Researchers have found that labeling foods as organic tricks the brain into
thinking that it is healthier and tastes better, even when there is no
significant difference. This 'halo-effect' can lead people to eat more organic
food than inorganic food which can be detrimental to health. People tend to eat
organic food in larger quantities as they assume that organic foods contain
fewer calories and are a healthy option. This could actually lead to weight
The research was conducted at the Cornell University, New York. 144 participants were asked to compare what they thought to were conventionally and organically produced food products. The products were labeled as 'organic' or 'regular', though all the products were made organically. Subjects were then asked to rate each food on a scale from 1 to 9 for ten different attributes like taste, perception of fat and fiber content, estimation of number of calories etc. The 'organic' foods were judged to be 40% lower in calories.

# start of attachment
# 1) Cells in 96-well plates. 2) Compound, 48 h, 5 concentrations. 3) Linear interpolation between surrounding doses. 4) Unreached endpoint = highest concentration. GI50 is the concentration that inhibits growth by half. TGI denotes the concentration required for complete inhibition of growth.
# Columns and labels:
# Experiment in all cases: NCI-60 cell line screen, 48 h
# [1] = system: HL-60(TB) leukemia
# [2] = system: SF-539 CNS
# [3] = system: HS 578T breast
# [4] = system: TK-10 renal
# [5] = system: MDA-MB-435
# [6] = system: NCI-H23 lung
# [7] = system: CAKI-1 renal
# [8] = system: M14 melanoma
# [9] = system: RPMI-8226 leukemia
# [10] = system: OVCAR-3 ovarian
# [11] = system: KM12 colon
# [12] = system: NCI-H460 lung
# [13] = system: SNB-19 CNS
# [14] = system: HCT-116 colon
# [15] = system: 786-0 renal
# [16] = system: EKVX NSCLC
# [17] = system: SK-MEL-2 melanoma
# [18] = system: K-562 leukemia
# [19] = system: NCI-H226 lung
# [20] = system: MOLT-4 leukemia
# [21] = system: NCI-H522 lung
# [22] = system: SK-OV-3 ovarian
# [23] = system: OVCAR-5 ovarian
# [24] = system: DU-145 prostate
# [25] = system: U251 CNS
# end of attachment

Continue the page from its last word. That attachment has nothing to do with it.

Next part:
It was found that on an average people rated the organic labeled food a full mark up the scale when it came to health. These findings were reported at the American Society for Nutrition annual conference.